Biosecurity is a key focus at industry events in the Clare Valley. At the 2024 SA Pruning Championships, to be held in the region on 21 June, Clare Valley Wine & Grape Association will set up multiple footwash stations for competitors and spectators to disinfest shoes.

“We’ve been doing this for years,” said CVWGA Executive Officer Anna Baum. “At industry events, we set up half a dozen footbaths with the Vinehealth Australia footwear disinfestation poster displayed. We ensure that all people go through the footbaths.

“For the Pruning championships, the footbaths are strategically set up at the vineyard entry point and we fence off the vineyard for the event so people have to enter through that point. The fencing is also to prevent vehicles from entering the vineyard. And we’ll have someone policing the footbaths to make sure that people stay in there for 60 seconds.”

For the first time this year, all pruning shears will also be disinfested in the footwash stations. “We’re thinking of changing from chlorine to Dettol this year for our footbaths, as it’s a bit kinder to shoes and clothing and we think it will be less corrosive for the snips,” Anna said.

Biosecurity is a bigger challenge at consumer events, such as the recent Clare Valley Gourmet Week and Festival Weekend in May.

“With our Festival Weekend and larger consumer events, where we have hundreds or thousands of people, we encourage wineries to focus on how they’re going to control the flow of people and vehicles to keep vineyards safe,” Anna said.

“This year, two of our biggest venues, Paulett and Pikes, had clear traffic flow systems in place, so that people knew where they could drive, where they could park, and where they could walk. And people were kept away from the vineyards with signage and barriers.

“This was mainly done for traffic flow and logistics, but these activities have large benefits for biosecurity as well. That’s particularly important when it’s a large event and you can’t easily ask people where they have come from.”

The Clare Valley is well known for cycling and walking trails, including the famous Riesling Trail for cycling enthusiasts. The Clare Valley Wine and Wilderness Trail was recently developed to cater for bushwalkers.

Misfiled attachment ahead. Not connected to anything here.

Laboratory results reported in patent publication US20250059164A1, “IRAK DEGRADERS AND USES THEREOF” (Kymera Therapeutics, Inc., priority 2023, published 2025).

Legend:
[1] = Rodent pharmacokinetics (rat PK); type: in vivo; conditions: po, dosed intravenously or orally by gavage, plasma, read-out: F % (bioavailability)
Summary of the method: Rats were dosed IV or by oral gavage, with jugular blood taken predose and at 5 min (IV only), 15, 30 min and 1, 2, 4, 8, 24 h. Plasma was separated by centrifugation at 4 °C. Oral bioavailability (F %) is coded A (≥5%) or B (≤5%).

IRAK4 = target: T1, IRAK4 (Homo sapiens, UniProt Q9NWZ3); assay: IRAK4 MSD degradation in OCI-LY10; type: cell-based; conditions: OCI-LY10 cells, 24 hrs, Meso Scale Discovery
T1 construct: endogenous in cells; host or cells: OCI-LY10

This is a 100km, six day staged hiking trail that begins and ends at the Clare Valley Wine, Food & Tourism Centre. All stage heads are located at wineries.

The trail showcases the region’s natural beauty and premium food and wine products, passing 20 cellar doors, seven restaurants and four pubs.

“When the trail committee were developing the routes, they were very careful not to go through vineyards. And when the trail goes near vineyards, they’ve put up Vinehealth Australia ‘Please Stay on the Track’ signs to keep people on the path,” Anna said.

“And along the trail, there are footwear cleaning stations, including brushes and disinfectant which you often see in national parks, to help stop bushwalkers from spreading any weed seeds.”

Clare Valley Wine & Grape Association participated in a Vinehealth Australia phylloxera outbreak simulation several years ago and Anna said it was a very helpful exercise for vineyard owners and winemakers in the region.

“We must have had 50 people involved in the simulation, which is huge for Clare. Everyone had their roles, and I think it was a really great exercise to make it clear how disruptive to business operations an outbreak would be,” Anna said.

The association is keen to participate in more outbreak simulations in the future. Anna said another goal for the association was to create more awareness about biosecurity through social media.

A footwear disinfestation station at the 2022 Pruning Championships in the Clare Valley.
The Clare Valley Wine and Wilderness Trail.
The Clare Valley Wine and Wilderness Trail.